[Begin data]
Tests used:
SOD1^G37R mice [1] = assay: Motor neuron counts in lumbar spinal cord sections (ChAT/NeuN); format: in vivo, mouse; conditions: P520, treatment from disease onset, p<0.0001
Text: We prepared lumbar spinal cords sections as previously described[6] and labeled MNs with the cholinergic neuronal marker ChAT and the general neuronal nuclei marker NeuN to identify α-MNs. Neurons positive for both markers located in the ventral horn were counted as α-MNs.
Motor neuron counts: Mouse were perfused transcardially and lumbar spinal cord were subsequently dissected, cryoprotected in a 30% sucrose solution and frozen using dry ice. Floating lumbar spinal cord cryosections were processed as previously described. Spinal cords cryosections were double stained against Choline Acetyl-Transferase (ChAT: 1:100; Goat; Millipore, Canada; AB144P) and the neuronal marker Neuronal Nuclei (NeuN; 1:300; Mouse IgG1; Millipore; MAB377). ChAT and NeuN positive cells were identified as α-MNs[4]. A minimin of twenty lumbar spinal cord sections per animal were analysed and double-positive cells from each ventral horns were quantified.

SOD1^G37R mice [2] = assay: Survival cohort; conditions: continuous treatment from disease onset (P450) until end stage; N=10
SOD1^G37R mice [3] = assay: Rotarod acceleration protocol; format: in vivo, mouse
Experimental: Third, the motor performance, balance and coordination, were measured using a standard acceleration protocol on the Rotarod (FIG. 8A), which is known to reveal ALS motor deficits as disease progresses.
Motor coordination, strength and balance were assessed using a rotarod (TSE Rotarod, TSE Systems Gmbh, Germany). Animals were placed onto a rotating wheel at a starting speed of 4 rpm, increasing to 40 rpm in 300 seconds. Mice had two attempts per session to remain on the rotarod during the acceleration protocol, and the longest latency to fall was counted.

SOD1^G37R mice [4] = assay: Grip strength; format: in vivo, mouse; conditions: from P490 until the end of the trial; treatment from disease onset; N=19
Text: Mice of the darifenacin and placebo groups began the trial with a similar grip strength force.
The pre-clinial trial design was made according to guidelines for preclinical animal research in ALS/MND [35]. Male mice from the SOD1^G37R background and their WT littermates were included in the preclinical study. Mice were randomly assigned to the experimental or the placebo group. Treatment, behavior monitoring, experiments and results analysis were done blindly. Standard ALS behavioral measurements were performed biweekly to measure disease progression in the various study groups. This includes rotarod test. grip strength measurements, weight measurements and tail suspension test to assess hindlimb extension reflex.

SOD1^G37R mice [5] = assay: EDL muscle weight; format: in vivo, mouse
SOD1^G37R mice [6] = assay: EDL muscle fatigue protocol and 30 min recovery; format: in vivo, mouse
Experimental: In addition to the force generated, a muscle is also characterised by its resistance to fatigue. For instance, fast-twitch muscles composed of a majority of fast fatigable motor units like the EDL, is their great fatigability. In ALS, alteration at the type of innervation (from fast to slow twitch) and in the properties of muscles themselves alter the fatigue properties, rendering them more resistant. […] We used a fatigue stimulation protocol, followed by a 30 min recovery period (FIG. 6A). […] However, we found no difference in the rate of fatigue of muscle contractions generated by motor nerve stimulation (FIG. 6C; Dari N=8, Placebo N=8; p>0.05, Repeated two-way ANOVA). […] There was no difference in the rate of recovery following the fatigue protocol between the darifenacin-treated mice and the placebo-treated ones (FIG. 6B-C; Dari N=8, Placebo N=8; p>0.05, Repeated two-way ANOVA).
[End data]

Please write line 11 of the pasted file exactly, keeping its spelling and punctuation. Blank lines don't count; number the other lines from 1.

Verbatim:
The pre-clinial trial design was made according to guidelines for preclinical animal research in ALS/MND [35]. Male mice from the SOD1^G37R background and their WT littermates were included in the preclinical study. Mice were randomly assigned to the experimental or the placebo group. Treatment, behavior monitoring, experiments and results analysis were done blindly. Standard ALS behavioral measurements were performed biweekly to measure disease progression in the various study groups. This includes rotarod test. grip strength measurements, weight measurements and tail suspension test to assess hindlimb extension reflex.